As automotive journalists, we take an oath to gripe about today's electric power-steering systems whenever possible. But truth be told, the steering in the new 3-Series is almost as good as electric gets. It's certainly the best in its class — smooth and communicative with immediate turn-in, although it did require a bit more micro-adjustments than we'd like, and it could have been a bit weightier. Regardless, the car feels well composed yet lively around even the tightest curves. There's just no denying the handling prowess of a BMW.
Right for You?
The BMW 3-Series has sold over 12.5 million units since its introduction decades ago. It's a wildly popular vehicle, and it's hard to imagine it not suiting anyone in the market for a sedan. It truly does everything well, ranging from legitimately track-worthy performance to gadget-laden luxury cruising. While it isn't some revolutionary new breed, its uncanny ability to balance everything results in a near-perfect product. This has long been the 3-Series' successful formula, and despite the inevitable toll modern technology and design has taken on "soul," this claim to fame won't be changing for 2012.
It's worth pointing out that the 3-Series' competition is not lacking, though — not even close. The C-Class from Mercedes-Benz has also just received a mid-generation update, and Audi's A4 models are very much on the fast track to challenging BMW's crown. In fact, the brilliant Audi S4, which competes with the 335i, remains the fastest in its class, and has many other admirable attributes.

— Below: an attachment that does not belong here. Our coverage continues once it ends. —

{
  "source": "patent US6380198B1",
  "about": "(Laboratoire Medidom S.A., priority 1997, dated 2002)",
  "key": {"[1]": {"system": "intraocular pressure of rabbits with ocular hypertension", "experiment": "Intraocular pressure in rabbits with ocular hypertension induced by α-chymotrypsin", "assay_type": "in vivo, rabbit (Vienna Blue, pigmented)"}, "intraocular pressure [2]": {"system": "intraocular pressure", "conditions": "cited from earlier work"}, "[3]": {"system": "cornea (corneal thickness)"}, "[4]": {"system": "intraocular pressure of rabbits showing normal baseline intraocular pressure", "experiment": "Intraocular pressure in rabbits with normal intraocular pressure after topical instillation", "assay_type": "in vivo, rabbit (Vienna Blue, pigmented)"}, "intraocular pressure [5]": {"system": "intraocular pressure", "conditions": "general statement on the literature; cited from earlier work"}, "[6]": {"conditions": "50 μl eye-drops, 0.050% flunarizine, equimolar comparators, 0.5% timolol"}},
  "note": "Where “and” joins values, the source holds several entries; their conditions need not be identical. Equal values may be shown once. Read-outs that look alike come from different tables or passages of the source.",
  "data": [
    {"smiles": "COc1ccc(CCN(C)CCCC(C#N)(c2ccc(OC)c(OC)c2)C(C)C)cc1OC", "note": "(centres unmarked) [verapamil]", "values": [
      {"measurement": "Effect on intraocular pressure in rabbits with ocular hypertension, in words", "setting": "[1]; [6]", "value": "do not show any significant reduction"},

Although the $36,650 starting price ($44,150 for the 335i) is a slight increase over the 2011 models, the new cars do include more standard goodies to compensate. For those looking for a do-everything sedan, there's no denying the allure of the 3-Series, and we'd waste no time in recommending it. It's simply the standard by which luxury sports sedans are measured. Sorry if you've been reading that line for decades, but the fact is, it's true.
(As part of an automaker-sponsored press event, BMW provided MSN with travel and accommodations to facilitate this report.)
James Tate cut his teeth in the business as a race team crew member before moving to the editorial side as Senior Editor of Sport Compact Car, and his work has appeared in Popular Mechanics, Automobile, Motor Trendand European Car. When not writing, Tate is usually fantasizing about a vintage Porsche 911.